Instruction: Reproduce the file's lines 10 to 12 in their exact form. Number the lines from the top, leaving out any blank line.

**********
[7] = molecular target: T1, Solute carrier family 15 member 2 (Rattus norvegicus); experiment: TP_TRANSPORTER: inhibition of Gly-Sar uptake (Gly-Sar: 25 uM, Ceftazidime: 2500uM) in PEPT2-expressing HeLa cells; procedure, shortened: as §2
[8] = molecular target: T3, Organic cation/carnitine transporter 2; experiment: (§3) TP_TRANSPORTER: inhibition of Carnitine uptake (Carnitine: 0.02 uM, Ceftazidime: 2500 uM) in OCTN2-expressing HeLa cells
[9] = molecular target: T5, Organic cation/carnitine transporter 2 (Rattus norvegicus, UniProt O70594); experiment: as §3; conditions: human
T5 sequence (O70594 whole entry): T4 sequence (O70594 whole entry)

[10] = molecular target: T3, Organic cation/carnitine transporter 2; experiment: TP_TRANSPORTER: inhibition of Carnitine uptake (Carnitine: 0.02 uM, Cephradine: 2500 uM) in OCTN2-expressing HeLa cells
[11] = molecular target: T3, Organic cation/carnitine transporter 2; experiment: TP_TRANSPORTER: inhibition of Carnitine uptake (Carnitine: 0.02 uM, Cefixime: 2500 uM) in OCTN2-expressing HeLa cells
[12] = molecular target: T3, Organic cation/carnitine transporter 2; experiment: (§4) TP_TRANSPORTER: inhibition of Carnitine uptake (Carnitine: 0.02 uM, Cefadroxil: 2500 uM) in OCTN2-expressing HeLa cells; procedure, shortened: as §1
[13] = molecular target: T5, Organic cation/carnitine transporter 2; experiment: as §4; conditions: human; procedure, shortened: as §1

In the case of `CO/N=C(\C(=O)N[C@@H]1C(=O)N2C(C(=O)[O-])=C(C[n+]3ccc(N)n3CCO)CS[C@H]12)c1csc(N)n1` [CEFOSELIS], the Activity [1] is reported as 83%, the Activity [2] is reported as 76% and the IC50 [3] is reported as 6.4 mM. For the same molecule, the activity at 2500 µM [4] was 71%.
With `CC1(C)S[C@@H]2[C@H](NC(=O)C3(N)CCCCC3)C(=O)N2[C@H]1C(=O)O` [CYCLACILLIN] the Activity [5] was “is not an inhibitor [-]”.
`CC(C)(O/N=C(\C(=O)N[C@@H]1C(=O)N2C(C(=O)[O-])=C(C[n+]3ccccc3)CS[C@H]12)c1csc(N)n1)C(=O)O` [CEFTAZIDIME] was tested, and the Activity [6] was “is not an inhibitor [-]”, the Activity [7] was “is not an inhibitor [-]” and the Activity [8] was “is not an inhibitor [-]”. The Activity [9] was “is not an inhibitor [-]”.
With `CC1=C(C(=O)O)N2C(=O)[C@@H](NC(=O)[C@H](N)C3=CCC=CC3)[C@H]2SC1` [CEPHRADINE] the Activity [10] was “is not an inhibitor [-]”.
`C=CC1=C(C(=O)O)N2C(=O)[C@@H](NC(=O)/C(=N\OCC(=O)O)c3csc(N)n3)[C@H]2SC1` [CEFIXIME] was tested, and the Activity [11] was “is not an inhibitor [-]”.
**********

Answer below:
With `CC1(C)S[C@@H]2[C@H](NC(=O)C3(N)CCCCC3)C(=O)N2[C@H]1C(=O)O` [CYCLACILLIN] the Activity [5] was “is not an inhibitor [-]”.
`CC(C)(O/N=C(\C(=O)N[C@@H]1C(=O)N2C(C(=O)[O-])=C(C[n+]3ccccc3)CS[C@H]12)c1csc(N)n1)C(=O)O` [CEFTAZIDIME] was tested, and the Activity [6] was “is not an inhibitor [-]”, the Activity [7] was “is not an inhibitor [-]” and the Activity [8] was “is not an inhibitor [-]”. The Activity [9] was “is not an inhibitor [-]”.
With `CC1=C(C(=O)O)N2C(=O)[C@@H](NC(=O)[C@H](N)C3=CCC=CC3)[C@H]2SC1` [CEPHRADINE] the Activity [10] was “is not an inhibitor [-]”.